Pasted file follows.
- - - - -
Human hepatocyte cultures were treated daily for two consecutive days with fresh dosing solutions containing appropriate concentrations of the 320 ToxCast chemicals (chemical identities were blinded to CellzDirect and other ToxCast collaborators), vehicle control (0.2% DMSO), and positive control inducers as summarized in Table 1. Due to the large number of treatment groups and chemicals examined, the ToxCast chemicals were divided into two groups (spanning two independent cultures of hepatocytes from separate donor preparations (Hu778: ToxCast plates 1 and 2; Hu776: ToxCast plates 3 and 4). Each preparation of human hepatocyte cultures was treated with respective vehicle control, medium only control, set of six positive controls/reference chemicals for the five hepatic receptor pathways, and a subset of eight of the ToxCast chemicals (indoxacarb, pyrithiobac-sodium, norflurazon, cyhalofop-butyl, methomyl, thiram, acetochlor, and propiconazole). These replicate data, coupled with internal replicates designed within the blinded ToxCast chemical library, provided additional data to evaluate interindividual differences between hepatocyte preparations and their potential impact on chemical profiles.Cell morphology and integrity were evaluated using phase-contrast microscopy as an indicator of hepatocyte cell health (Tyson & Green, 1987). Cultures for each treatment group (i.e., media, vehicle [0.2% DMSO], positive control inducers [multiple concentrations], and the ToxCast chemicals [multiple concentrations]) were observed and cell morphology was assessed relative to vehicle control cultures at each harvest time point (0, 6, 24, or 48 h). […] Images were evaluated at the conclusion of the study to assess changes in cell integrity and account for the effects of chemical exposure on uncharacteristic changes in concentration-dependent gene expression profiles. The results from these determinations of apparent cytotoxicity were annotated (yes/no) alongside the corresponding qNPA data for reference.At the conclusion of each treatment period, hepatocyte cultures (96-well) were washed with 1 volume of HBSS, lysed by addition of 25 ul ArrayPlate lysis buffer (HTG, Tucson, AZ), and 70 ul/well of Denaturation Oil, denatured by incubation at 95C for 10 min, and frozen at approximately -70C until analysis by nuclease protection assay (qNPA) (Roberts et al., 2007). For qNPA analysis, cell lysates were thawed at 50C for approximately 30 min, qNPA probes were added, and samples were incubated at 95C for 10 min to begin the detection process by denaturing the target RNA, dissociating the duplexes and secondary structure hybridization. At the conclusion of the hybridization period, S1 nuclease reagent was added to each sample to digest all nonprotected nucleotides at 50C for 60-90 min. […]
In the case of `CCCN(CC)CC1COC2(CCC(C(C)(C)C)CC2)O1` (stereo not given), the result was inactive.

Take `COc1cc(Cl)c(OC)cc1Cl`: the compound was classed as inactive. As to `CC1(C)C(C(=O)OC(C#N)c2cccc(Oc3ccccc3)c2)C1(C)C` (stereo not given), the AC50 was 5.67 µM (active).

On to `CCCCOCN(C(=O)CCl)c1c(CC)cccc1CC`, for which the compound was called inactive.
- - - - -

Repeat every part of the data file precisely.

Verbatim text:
Human hepatocyte cultures were treated daily for two consecutive days with fresh dosing solutions containing appropriate concentrations of the 320 ToxCast chemicals (chemical identities were blinded to CellzDirect and other ToxCast collaborators), vehicle control (0.2% DMSO), and positive control inducers as summarized in Table 1. Due to the large number of treatment groups and chemicals examined, the ToxCast chemicals were divided into two groups (spanning two independent cultures of hepatocytes from separate donor preparations (Hu778: ToxCast plates 1 and 2; Hu776: ToxCast plates 3 and 4). Each preparation of human hepatocyte cultures was treated with respective vehicle control, medium only control, set of six positive controls/reference chemicals for the five hepatic receptor pathways, and a subset of eight of the ToxCast chemicals (indoxacarb, pyrithiobac-sodium, norflurazon, cyhalofop-butyl, methomyl, thiram, acetochlor, and propiconazole). These replicate data, coupled with internal replicates designed within the blinded ToxCast chemical library, provided additional data to evaluate interindividual differences between hepatocyte preparations and their potential impact on chemical profiles.Cell morphology and integrity were evaluated using phase-contrast microscopy as an indicator of hepatocyte cell health (Tyson & Green, 1987). Cultures for each treatment group (i.e., media, vehicle [0.2% DMSO], positive control inducers [multiple concentrations], and the ToxCast chemicals [multiple concentrations]) were observed and cell morphology was assessed relative to vehicle control cultures at each harvest time point (0, 6, 24, or 48 h). […] Images were evaluated at the conclusion of the study to assess changes in cell integrity and account for the effects of chemical exposure on uncharacteristic changes in concentration-dependent gene expression profiles. The results from these determinations of apparent cytotoxicity were annotated (yes/no) alongside the corresponding qNPA data for reference.At the conclusion of each treatment period, hepatocyte cultures (96-well) were washed with 1 volume of HBSS, lysed by addition of 25 ul ArrayPlate lysis buffer (HTG, Tucson, AZ), and 70 ul/well of Denaturation Oil, denatured by incubation at 95C for 10 min, and frozen at approximately -70C until analysis by nuclease protection assay (qNPA) (Roberts et al., 2007). For qNPA analysis, cell lysates were thawed at 50C for approximately 30 min, qNPA probes were added, and samples were incubated at 95C for 10 min to begin the detection process by denaturing the target RNA, dissociating the duplexes and secondary structure hybridization. At the conclusion of the hybridization period, S1 nuclease reagent was added to each sample to digest all nonprotected nucleotides at 50C for 60-90 min. […]
In the case of `CCCN(CC)CC1COC2(CCC(C(C)(C)C)CC2)O1` (stereo not given), the result was inactive.

Take `COc1cc(Cl)c(OC)cc1Cl`: the compound was classed as inactive. As to `CC1(C)C(C(=O)OC(C#N)c2cccc(Oc3ccccc3)c2)C1(C)C` (stereo not given), the AC50 was 5.67 µM (active).

On to `CCCCOCN(C(=O)CCl)c1c(CC)cccc1CC`, for which the compound was called inactive.